"At the start, of course, it was tough to accept. Any player who didn’t get picked would be going... feeling sorry for themselves or a little bit angry about it. It’s how you react to it.

"I think I’ve been gutted reacting to setbacks over my career and they’ve always set me on a path to somewhere else and getting success somewhere else down the line. I tried to use it wisely, the time and tried to learn from it."

The Leinster out-half was staying fit and ready but also decided to tick some items off the bucket list and went to see his first cricket match at Lord’s and checked out the tennis at Wimbledon.

And he was in England on 10 July when the news came through that England’s Marcus Smith, who had just made his international debut the previous week, was drafted in to cover for Finn Russell after the Scottish fly-half suffered an injury.

"I was over there when the news came in," he revealed. "The first I heard of it was when a player texted me, ‘have you heard anything?’. So then I was searching my phone and saw the alerts come up that he got the call.

"Look, fair play to him. He finished the season incredibly well, with Quins - leading them to the Premiership - and he was playing well with England.

"That's the direction that the coaches wanted to go. I think he's an exceptional young player that is going to do great things in the game, over the next number of years."

The former Racing 92 player also got an opportunity to tee off with Rory McIlroy at a pro-am event prior to the Irish Open.

A keen golfer, Sexton says he prefers to play his game out of the limelight.

"I was playing golf with Rory McIlroy, that's something I never thought I'd do - that wasn't even on the bucket list," he said.

"It was an incredible experience. Playing rugby in front of a crowd, and place-kicking, is tough, but playing golf in front of any type of crowd... with social distancing and restrictions, there was not meant to be a crowd but slowly, through the day, there were more and more people following Rory around.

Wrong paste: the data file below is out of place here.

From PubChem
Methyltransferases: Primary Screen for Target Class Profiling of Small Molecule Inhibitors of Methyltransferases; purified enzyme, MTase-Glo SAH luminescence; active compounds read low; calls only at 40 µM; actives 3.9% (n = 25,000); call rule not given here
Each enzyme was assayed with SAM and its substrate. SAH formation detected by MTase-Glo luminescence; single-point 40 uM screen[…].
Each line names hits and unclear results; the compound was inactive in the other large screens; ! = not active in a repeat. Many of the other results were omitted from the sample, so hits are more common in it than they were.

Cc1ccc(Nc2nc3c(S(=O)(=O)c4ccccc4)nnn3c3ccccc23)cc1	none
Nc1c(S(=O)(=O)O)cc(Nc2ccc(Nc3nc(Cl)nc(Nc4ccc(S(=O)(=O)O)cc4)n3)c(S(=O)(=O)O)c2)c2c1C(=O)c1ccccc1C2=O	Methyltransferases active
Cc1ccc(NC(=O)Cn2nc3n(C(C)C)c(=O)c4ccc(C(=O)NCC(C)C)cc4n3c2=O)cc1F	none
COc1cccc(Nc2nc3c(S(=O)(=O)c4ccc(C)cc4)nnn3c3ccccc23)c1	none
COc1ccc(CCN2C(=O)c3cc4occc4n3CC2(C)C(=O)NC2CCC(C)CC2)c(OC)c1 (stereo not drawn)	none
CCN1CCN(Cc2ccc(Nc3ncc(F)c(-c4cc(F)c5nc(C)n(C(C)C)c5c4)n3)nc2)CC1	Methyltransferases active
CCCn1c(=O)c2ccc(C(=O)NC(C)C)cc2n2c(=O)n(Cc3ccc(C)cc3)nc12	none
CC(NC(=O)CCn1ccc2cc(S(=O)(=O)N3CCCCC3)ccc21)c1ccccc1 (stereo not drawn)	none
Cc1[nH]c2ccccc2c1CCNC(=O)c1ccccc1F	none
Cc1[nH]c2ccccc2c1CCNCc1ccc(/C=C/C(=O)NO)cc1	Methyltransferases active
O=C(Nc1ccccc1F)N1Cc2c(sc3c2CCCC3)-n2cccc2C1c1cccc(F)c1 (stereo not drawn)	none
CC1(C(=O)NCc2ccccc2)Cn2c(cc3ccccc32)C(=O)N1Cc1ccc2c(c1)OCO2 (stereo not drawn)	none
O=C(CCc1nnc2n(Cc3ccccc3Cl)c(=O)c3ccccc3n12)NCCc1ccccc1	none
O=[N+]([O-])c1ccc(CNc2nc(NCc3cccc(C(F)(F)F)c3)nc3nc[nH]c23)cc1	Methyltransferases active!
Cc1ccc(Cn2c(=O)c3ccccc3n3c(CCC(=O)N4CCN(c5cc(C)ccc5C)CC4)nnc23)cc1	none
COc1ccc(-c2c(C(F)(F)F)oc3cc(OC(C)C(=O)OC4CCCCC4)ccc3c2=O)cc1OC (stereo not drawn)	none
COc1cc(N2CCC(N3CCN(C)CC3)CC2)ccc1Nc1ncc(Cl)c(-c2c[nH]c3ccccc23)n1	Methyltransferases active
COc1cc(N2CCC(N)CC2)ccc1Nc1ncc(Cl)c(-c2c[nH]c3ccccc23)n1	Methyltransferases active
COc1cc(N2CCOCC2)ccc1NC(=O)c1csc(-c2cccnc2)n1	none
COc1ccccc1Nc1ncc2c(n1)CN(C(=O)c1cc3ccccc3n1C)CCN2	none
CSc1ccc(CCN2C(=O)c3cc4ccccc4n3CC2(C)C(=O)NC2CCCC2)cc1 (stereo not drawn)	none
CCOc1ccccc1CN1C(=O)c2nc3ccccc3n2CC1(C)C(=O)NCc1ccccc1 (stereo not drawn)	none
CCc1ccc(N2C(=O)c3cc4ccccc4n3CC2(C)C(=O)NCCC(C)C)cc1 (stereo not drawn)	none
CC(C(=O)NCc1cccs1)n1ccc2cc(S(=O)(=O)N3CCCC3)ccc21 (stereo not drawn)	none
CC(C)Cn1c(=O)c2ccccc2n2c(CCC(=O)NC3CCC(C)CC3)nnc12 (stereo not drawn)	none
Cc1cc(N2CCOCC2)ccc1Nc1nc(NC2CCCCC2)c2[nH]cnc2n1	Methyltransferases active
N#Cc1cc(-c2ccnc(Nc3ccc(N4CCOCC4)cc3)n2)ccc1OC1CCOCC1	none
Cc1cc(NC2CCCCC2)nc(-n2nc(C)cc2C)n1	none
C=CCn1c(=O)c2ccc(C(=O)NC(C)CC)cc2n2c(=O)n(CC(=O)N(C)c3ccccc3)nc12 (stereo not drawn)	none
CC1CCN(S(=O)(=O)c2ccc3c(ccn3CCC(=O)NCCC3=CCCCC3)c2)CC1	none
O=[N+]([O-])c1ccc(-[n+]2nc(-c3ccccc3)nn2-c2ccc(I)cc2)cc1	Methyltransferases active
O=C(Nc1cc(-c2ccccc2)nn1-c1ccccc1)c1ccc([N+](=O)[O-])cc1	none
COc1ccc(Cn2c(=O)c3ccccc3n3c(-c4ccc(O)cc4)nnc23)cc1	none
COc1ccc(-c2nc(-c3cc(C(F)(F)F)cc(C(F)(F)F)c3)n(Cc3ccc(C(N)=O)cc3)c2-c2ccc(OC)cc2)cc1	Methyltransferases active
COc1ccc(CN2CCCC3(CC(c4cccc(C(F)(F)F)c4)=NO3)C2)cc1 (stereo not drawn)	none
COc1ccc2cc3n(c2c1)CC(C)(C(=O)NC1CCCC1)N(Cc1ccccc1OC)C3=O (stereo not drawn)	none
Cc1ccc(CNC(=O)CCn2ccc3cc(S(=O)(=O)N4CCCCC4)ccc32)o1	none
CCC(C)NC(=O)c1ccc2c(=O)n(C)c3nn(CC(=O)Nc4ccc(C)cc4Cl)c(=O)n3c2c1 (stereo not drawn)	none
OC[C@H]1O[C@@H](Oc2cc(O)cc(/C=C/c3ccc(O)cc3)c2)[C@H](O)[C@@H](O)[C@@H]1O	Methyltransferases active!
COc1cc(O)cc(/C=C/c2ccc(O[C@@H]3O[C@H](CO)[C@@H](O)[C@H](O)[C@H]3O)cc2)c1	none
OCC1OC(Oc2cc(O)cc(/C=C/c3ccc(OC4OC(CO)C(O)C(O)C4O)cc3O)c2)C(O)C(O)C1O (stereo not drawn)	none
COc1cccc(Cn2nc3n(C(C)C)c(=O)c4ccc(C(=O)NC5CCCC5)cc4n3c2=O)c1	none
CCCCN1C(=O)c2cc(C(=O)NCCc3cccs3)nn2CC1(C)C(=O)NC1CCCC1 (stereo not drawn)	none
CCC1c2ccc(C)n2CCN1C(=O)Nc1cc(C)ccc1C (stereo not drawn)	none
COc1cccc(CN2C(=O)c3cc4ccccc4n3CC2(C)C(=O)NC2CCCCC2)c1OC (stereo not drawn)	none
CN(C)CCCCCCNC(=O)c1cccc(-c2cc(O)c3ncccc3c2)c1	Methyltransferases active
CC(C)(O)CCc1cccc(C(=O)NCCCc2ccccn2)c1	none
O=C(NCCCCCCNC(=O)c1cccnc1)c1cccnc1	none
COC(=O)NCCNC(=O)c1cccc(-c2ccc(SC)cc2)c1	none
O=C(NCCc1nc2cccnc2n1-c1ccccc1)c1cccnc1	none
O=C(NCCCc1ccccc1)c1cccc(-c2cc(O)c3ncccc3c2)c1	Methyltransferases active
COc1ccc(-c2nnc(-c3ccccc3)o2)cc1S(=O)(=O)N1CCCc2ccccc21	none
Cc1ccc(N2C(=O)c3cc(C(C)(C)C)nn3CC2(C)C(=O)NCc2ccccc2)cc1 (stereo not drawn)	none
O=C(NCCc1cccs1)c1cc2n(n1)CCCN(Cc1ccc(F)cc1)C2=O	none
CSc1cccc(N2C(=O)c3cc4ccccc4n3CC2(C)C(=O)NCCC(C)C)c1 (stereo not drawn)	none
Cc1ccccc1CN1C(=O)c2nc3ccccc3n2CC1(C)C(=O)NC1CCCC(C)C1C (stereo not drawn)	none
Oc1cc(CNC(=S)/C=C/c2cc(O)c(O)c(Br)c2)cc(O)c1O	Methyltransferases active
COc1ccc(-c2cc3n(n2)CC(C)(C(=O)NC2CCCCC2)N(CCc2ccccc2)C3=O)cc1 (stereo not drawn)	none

"I had to hit a few shots in front of people which was... yeah! Playing golf with your mates is much better.

"You have so much admiration for them, dealing with that. He was a class person, on the day. I couldn't speak highly enough about him. It was a brilliant experience."

As for getting more time on the golf course, Sexton, who has a one-year contract with Leinster and Ireland, says he won't make any decision on his future until later on in the season.

"I've thought about whether this will be my last year or not," he said

"Like I've said, post-Six Nations next year is probably when I'll go, 'Okay, how much rugby have I managed to get through this year? How have I played? Am I still getting picked? Do Leinster and Ireland still want me?'

"There's so many things to consider. At that point, I'll weigh everything up. But, like I said, you can finish on an injury.

"You can't plan too far ahead, as I found out at the back-end of last year. I'm just trying to make the most of it, at the moment, and enjoy every bit of it."